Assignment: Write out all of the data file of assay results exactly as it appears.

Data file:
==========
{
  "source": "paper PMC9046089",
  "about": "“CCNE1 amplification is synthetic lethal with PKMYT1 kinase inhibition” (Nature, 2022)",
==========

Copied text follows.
{
  "source": "paper PMC9046089",
  "about": "“CCNE1 amplification is synthetic lethal with PKMYT1 kinase inhibition” (Nature, 2022)",